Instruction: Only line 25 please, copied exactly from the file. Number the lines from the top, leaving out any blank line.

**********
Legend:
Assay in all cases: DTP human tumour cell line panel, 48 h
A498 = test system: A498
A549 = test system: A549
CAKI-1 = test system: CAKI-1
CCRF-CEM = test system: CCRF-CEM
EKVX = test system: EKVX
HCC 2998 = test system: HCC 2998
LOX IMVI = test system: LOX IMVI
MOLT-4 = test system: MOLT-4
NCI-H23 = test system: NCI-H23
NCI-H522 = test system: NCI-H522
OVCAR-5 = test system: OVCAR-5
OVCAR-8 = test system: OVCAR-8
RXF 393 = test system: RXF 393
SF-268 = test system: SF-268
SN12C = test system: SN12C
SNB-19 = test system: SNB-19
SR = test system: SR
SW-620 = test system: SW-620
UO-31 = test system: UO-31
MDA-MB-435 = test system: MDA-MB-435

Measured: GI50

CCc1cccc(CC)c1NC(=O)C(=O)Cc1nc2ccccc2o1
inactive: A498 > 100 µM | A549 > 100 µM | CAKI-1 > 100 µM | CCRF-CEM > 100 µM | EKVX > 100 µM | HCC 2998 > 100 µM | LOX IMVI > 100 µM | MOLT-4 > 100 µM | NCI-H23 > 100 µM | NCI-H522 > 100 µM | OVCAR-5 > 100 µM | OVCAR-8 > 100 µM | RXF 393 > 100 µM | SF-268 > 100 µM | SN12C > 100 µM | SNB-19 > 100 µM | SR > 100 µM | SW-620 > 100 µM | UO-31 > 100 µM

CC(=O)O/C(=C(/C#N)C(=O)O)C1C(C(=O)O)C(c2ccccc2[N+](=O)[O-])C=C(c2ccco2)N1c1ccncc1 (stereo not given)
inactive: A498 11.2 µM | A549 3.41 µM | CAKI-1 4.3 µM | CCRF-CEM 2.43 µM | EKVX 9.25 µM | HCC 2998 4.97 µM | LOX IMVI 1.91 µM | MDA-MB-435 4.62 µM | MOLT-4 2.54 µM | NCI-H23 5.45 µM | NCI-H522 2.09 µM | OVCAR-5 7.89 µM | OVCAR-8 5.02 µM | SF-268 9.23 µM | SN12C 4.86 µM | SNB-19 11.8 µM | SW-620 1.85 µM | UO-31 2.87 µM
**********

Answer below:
inactive: A498 > 100 µM | A549 > 100 µM | CAKI-1 > 100 µM | CCRF-CEM > 100 µM | EKVX > 100 µM | HCC 2998 > 100 µM | LOX IMVI > 100 µM | MOLT-4 > 100 µM | NCI-H23 > 100 µM | NCI-H522 > 100 µM | OVCAR-5 > 100 µM | OVCAR-8 > 100 µM | RXF 393 > 100 µM | SF-268 > 100 µM | SN12C > 100 µM | SNB-19 > 100 µM | SR > 100 µM | SW-620 > 100 µM | UO-31 > 100 µM